The Guardian September 5, 2001

Mumia denied access to his own hearing

by Barbara Jean Hope

More than 3000 protesters gathered at Philadelphia's Criminal Justice 
Centre on August. 17 to demand a new trial and freedom for Mumia Abu-Jamal 
who continued to endure the torture of sensory deprivation, locked down in 
an isolation cell on death row in a Pennsylvania prison.

Abu-Jamal had been scheduled to appear at the status hearing before Common 
Pleas Judge Pamela Dembe, but he was abruptly denied that right by court 
officials and correction officials who used the astounding argument that 
there was "no room" for Mumia in the Philadelphia prison system to house 
him as he would have travelled, shackled, to and from the courtroom.

So, again, Mumia was denied access to his own hearing.

That tactic was a mistake. It only inflamed the commitment of those who 
came from as far away as Germany, France, and Spain and from as near as a 
few blocks away.

Abu-Jamal was convicted in 1982 of the 1981 murder of a Philadelphia police 
officer. His trial was an unconstitutional circus presided over by 
Fraternal Order of Police (FOP) member, Common Pleas Judge Albert F Sabo.

His 1982 trial was fatally marred by the coercion of witnesses who later 
recanted their false testimony. Abu-Jamal received woefully inadequate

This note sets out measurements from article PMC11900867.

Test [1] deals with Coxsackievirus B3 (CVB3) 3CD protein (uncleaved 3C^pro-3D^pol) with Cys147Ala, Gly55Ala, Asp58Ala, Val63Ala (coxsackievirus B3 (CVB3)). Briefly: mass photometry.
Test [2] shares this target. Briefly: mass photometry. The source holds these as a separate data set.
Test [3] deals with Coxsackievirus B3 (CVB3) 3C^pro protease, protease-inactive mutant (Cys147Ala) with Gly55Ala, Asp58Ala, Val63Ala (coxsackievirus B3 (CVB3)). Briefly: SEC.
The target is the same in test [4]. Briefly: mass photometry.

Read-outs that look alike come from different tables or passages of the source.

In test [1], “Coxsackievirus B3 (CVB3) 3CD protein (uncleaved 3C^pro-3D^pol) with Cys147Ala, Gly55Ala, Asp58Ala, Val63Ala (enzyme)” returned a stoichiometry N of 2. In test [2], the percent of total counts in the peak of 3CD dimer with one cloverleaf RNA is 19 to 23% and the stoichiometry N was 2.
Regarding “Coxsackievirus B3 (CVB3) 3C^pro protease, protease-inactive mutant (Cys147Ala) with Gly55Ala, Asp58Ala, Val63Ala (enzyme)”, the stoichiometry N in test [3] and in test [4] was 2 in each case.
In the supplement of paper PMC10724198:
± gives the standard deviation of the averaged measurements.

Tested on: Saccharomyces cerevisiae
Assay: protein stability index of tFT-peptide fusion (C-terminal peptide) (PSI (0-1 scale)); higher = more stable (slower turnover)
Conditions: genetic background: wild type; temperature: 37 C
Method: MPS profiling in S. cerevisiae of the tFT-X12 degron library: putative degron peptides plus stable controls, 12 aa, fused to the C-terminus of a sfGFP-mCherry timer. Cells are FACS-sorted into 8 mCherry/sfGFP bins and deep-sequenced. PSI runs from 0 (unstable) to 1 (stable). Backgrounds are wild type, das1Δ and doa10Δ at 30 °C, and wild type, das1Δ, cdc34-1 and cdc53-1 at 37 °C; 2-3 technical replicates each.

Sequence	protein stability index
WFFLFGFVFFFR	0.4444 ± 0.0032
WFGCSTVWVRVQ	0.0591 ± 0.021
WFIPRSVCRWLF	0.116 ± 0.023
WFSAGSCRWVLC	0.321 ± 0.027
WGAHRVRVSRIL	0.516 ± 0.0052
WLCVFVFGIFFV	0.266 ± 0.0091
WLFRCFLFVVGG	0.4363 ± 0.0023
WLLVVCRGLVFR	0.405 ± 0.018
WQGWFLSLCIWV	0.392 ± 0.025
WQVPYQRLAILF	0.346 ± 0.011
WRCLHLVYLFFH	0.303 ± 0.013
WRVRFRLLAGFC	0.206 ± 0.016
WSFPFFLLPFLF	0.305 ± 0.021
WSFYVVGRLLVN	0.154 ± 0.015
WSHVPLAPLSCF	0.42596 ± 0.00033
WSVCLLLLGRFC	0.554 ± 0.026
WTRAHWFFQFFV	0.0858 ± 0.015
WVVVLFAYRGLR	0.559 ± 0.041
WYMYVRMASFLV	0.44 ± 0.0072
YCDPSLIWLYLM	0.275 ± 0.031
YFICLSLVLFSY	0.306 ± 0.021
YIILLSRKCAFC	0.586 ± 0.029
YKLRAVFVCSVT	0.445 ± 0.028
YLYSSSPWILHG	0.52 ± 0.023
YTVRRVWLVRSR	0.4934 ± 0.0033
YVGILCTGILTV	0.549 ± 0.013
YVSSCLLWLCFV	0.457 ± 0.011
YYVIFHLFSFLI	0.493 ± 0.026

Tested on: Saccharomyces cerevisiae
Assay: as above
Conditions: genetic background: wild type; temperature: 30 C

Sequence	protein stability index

counsel in that trial. Anthony Jackson, Abu-Jamal's trial lawyer, admitted 
to his incompetence and Jackson was later disbarred.

The thousands of protesters shut down traffic on major City thoroughfares. 
Figures such as the Rev Jesse Jackson, activist Dick Gregory, delegates 
from France and Spain, and poet Sonia Sanchez spoke to raised fists, 
shouts, and cheers.

Sonia Sanchez declared: "The one thing we can say is we resisted! We 
resisted! Resist for Mumia! Resist and be against capital punishment! We 
must resist for ourselves, for our children. Every day we must wake up and 
give thanks for being alive.

"Then we must go and look in the mirror and say, 'here I stand, here I be, 
to work for brother Mumia, to work for justice, to work for freedom in 
America' and then we must work, we must work! We are human beings in 21st 
century America, standing upright and we will work for justice!"

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Abridged from People's Weekly World, newspaper of the Communist Party USA

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